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The Arabic Afrikaans Writing Tradition, by Achmat Davids

The Arabic Afrikaans Writing Tradition, by Achmat Davids

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Afrikaans developed when slaves in the Cape adapted Dutch – the language of the rulers – for their own use. Many years later Afrikaans was hijacked by some white Afrikaners as ‘their language’, but Davids proved beyond doubt that it was the descendants of the slaves, not their masters, who first wrote Afrikaans.

“…Davids straddled different fields and roles: unlike the linguists, he was also an historian and a community leader with deep roots in the Muslim community of Cape Town. He first established himself in the 1980s as an expert on 19th-century Cape Muslim history with two books, The Mosques of the Bo-Kaap (1980) and The History of the ana Baru, (1985). His work contributed much to inspire a new generation of historians of the colonial Cape to write more inclusive histories, which also paid attention to Islam. Thus, when Achmat Davids turned his attention to the contribution of Cape Muslims to the history of Afrikaans, he did so with a foremost knowledge of their socio-cultural history and with extensive access to informants and (private) sources which probably no other individual could have commanded. For this reason, this book is of as much importance to historians of the colonial Cape as it is to historians of the Afrikaans language and South African Islamic culture.” –Gerald Groenewald

The focus of this book is the Arabic-Afrikaans literary tradition of the Cape Muslim community. It looks at the emergence of this tradition at the Cape of Good Hope, as well as the social vehicles through which it emerged and through which it was in use. This is done through an examination of the literature, in the form of manuscripts and publications, it generated during the first hundred years of its existence.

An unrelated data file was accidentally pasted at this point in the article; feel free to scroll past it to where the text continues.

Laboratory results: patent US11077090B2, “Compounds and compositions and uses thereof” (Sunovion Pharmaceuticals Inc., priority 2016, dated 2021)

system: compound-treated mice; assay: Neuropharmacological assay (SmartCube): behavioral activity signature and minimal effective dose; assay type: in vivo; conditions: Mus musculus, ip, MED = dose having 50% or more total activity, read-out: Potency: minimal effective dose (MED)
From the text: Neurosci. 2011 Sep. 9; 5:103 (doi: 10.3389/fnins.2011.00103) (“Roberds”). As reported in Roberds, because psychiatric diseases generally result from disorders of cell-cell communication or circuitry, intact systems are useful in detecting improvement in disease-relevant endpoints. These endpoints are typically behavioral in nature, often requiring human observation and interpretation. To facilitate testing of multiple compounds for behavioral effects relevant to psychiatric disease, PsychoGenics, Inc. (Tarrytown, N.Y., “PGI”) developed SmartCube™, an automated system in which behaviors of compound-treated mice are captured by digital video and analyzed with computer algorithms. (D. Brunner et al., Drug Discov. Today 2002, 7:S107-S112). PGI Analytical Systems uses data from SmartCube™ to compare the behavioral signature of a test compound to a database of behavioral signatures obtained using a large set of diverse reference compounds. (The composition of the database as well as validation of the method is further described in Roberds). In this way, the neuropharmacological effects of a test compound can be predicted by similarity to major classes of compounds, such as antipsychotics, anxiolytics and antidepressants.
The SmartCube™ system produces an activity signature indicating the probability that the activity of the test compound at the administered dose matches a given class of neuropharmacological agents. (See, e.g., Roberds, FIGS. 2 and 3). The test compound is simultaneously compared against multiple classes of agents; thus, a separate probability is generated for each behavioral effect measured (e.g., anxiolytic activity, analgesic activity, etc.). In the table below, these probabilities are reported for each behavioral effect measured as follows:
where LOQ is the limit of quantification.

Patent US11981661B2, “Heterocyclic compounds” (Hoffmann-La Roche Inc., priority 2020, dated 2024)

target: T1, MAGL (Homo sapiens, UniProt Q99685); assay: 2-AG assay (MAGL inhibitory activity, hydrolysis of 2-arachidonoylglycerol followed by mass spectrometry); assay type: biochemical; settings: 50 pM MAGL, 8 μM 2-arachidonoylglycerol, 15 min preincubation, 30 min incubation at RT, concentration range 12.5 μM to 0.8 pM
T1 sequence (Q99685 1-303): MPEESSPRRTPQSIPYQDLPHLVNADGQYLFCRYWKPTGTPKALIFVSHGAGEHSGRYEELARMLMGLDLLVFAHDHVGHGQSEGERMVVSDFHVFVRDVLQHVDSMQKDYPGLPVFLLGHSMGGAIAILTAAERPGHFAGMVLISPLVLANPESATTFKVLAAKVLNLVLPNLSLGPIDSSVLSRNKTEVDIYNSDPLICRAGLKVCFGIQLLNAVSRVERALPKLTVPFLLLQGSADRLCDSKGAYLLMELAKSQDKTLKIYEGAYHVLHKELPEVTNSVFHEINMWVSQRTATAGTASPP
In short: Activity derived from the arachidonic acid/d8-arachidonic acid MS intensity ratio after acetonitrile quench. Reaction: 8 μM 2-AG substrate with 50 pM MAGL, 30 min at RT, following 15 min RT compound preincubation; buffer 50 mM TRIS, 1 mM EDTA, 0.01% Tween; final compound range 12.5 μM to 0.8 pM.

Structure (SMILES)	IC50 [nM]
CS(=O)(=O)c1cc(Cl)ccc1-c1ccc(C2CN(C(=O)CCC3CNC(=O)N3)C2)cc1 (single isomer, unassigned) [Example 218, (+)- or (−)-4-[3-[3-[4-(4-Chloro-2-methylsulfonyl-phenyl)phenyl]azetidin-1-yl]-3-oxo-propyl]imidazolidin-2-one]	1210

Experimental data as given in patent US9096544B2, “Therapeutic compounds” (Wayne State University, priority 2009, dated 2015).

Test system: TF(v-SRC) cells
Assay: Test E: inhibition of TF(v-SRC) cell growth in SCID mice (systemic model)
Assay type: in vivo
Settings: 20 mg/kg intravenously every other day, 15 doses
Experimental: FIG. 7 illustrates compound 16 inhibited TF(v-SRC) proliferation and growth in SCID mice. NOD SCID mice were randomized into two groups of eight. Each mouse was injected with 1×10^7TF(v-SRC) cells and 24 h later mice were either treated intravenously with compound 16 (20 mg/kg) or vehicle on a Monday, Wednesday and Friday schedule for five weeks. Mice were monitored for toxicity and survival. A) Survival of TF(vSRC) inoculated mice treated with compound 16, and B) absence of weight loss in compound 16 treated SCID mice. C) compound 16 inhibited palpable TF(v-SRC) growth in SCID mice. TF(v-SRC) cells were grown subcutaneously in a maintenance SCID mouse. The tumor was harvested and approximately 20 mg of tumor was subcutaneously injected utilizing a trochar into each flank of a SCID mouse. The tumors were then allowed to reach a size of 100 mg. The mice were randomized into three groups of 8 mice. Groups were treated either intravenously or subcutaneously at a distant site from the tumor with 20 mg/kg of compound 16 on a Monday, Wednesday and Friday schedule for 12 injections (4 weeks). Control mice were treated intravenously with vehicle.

Importantly, the book looks at the development of the distinctive Arabic alphabet that local Arabic-Afrikaans authors used to convey accurately this community’s mother tongue.

The history of the Afrikaans language is still very little understood and discussed, and this book illuminates the extraordinary story of its beginnings, with slaves and colonisers, with Xam!, Indonesians, Malaysians, Turks and imams of all stripes. It’s a wonderfully rich story told in detail here, with verve and a keen ear for story.

Jacana Media is delighted to make available again a classic work of South African hidden history, that of the Arabic Afrikaans literary tradition. Previously published in 2010 as The Afrikaans of the Cape Muslims from 1815 to 1915, this edition carries a new introduction by Heinrich Willemse.

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